Prairies are landscapes of history, not just the pioneer settlements of 200 years ago, but extending thousands of years into the past.  Their very existence is intimately tied to human activity; this was true millennia ago, and is still true today.

Stick with me for a history lesson; I have pictures, I promise!

When we think of prairies, we often think of the Great Plains, where vast areas in the rain shadow of the Rocky Mountains were covered with nutritious shortgrasses that sustained vast herds of grazing animals.  Ohio’s original prairies were different, however.  They were tallgrass prairies, less nutritious to grazing animals, with a different ecosystem.  Thousands of years ago, Ohio was mostly covered with forests and wetlands.  It is often said that a squirrel could travel from tree to tree from Pennsylvania to Indiana without setting foot on the ground during the Archaic Period of North American history.  This era was before writing existed, when the ancestors of historical Native American tribes such as the Adena and Hopewell people lived in Ohio.  This was also an age that saw a climatic period known as the Xerothermic Interval, a warm and dry period after the last glaciers had retreated north, roughly from 8,000 to 4,000 years ago.  This warm climate allowed the expansion of grassland plant and animal species from the western part of the continent into Ohio, establishing the first prairie areas here. Prairie areas this far east were wetter than their western counterparts, leading to different ecological features.  When the first European settlers arrived in the Ohio country, the area was from 2 to 4 per cent prairie.

Why such a small area?  Forests and wetlands covered far more land area for one simple reason: prairie grasslands, left to the cycle of nature, eventually see trees take root, and as the trees grow, shade discourages the prairie plant species and returns the land back to forest.  So, how did those small portions of Ohio stay prairie land?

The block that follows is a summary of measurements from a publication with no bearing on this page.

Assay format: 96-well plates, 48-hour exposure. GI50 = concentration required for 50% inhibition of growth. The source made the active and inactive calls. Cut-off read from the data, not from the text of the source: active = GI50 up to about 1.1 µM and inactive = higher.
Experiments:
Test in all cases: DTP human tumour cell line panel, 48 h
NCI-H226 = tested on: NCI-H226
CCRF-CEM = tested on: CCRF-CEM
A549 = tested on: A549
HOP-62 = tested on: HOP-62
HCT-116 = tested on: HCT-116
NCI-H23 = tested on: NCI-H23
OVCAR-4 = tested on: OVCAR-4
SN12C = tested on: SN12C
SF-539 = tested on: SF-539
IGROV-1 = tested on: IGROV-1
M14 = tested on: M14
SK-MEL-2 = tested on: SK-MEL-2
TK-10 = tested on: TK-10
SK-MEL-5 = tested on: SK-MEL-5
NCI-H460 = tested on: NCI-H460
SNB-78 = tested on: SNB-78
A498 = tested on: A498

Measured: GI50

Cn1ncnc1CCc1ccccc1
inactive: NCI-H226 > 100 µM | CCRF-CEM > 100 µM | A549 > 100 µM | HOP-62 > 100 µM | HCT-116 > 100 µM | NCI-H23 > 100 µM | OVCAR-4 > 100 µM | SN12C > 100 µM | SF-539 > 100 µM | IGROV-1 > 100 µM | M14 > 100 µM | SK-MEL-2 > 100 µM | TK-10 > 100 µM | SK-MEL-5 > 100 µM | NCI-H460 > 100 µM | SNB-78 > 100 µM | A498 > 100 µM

The answer was Native Americans.  Peoples across the world for thousands of years have set fires to grasslands.  Native Americans found the hunting of such animals as White-Tailed Deer, Elk and Bison easier on prairie lands.  After several years of growth, prairies become difficult to walk through; after several more years, they start to return to forestland as trees grow taller.  The way to prevent this is to periodically burn the prairie, killing the young trees so the forest cannot once more take root.  This also fertilizes the soil with the remains of prairie plants and grasses.  Prairie plants can easily survive fire because their underground roots live on and produce new plants.  Also, a very efficient way to hunt game is to set fires to drive deer and other species into a line of waiting spearmen and bowmen, who can kill a herd of game animals and cure the meat to last through the long winter season.  So fire is an effective hunting strategy as well as a way to keep the prairie from returning to forestland.  Natural lightning fires are too few to keep the prairie naturally cleansed this way; prairies were (and still are) symbiotic with humanity.

When the European settlers displaced Native Americans, they found that Ohio’s prairie soil was particularly rich in nutrients.  Wooden plows gave way to John Deere’s more efficient steel moldboard plows, and prairie land became easier to farm.  This sealed the fate of most of Ohio’s prairie lands.  A landscape that had been born in a warm dry climate period and had survived with human assistance for thousands of years had become fertile farmland for growing crops.  What one people had sustained had come to an end at the hand of another people.  By 1900, most of the Ohio prairie was gone.